Butyrate producing bacteria are thought to colonize the host within the first year of life, and represent more than 20% of the total bacterial community by adulthood. Various disease states have shown a relative shortage of butyrate producing gut bacteria (14).
So the question becomes..
Which foods feed butyrate-producing bacteria?
There is a lot of misinformation out there on this question, and the generic answer ‘fiber’ just doesn’t quite cut it. However, it may well be the answer we arrive back at, as you’ll soon see from the sections that follow.
It’s important to understand the following point-
Even strains of bacteria from the same species can respond very differently to different substrates, even substrates belonging to the same, narrow class of carbohydrate.
Example: certain bacteria are able to digest fructans, and some aren’t. And of those that can, some are able to digest fructans with a short chain length, but not fructans with a longer, inulin chain length (16).
The above is just one example of our bacteria’s varying ability to digest different substrates. Because of this variation, we cannot make a blanket statement like ‘fiber consumption increases butyrate production’.
Rather, we need to look to specific types of fiber.
One study (17) showed that the production of SCFA’s in kJ was as per the below for different types of carbohydrate:
In the case of this study, the types of fructo-oligosaccharides (FOS) were foods like onion, asparagus and bananas, and the resistant starches (RS) that were used were whole grains & legumes. Whole grains and legumes are actually two food groups that I do not generally recommend that my clients eat since they can aggravate many gut disorders for reasons that we will not discuss in this post.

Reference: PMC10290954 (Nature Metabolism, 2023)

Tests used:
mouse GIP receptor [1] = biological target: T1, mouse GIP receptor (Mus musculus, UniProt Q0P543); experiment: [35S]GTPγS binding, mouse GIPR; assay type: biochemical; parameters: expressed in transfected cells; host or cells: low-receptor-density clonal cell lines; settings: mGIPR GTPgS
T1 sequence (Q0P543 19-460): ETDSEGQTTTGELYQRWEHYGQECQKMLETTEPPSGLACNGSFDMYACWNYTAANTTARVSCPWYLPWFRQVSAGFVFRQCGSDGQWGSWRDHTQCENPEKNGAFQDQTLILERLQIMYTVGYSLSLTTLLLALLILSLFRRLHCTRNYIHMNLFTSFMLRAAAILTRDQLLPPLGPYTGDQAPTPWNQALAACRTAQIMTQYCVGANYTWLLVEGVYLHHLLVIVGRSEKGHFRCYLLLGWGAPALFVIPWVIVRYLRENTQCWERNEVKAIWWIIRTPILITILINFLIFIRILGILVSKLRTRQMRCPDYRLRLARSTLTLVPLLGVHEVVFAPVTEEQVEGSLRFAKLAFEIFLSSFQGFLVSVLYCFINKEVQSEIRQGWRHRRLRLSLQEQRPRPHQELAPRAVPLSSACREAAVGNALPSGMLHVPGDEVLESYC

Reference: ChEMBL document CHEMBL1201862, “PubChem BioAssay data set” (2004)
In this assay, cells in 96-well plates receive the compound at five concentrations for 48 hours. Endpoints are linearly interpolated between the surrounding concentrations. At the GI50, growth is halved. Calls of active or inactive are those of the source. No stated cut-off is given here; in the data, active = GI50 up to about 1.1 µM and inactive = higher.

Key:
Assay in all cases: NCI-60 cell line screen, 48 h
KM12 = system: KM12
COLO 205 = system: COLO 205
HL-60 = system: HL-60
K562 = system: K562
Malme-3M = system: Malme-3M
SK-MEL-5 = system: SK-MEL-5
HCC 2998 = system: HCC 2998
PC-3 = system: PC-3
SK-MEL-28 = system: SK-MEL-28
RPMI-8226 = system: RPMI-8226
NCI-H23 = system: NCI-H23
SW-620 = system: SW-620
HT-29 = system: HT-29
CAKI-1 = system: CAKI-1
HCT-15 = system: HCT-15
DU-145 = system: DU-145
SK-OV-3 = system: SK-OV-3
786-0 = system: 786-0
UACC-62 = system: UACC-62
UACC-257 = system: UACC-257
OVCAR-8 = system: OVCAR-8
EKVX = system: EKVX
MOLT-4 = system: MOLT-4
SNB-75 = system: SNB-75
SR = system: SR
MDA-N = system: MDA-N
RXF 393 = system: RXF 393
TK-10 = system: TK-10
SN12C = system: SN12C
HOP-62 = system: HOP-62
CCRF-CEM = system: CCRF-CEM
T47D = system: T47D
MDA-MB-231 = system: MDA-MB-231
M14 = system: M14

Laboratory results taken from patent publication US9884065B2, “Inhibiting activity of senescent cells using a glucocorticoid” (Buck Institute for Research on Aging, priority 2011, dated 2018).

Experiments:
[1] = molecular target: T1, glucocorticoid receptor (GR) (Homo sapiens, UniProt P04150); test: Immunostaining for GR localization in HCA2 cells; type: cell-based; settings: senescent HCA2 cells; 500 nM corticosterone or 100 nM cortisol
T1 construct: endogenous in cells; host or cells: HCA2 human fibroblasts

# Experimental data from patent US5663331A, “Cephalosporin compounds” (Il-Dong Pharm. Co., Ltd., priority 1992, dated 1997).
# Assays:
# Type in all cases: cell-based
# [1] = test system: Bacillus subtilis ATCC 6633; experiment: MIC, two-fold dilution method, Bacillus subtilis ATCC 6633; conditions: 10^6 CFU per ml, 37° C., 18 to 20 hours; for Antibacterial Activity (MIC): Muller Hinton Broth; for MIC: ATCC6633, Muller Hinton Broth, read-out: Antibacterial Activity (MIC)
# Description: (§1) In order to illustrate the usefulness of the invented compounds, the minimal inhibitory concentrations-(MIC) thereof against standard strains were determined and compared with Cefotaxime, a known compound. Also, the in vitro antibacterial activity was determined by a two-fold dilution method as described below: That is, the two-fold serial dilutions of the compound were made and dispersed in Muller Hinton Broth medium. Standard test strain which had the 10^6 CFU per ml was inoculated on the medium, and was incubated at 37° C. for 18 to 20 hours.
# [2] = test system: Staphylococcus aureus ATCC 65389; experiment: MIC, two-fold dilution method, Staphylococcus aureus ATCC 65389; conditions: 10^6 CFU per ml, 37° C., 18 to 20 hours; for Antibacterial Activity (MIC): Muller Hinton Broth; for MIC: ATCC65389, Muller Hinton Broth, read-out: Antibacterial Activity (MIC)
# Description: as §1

Another study (18) showed that supplementation with FOS found in specific kiwifruit resulted in a 100% increase in FP over a 4 week period. This is a major finding as there are numerous studies now reporting that a relative shortage of FP bacteria is linked with several major gut disorders – most notable the inflammatory bowel diseases Ulcerative Colitis & Crohn’s disease.
This study (19) shows a significant increase in butyrate production on a diet high in resistant starch type 2 from raw potato and high-amylose maize starch, as well as arabinoxylan found in whole grains. As stated above, I do not recommend whole grains to my clients.
This study (20) shows an increase in butyrate production when supplemental resistant starch from potatoes was added to the diets of 174 healthy young adults. Resistant starch from maize, chicory, and corn was also tested but the total fecal butyrate increased significantly only when consuming resistant starch from potatoes. In the case of this study it was Bob’s Red Mill unmodified potato starch that was used. Note that there are mixed views on whether this type of resistant starch (RS2) is ‘good’ for humans, with several sources suggesting that RS3 is a better source since RS2 appears to feed bad bacteria with RS3 feeding good bacteria. You can find reference to one of those here.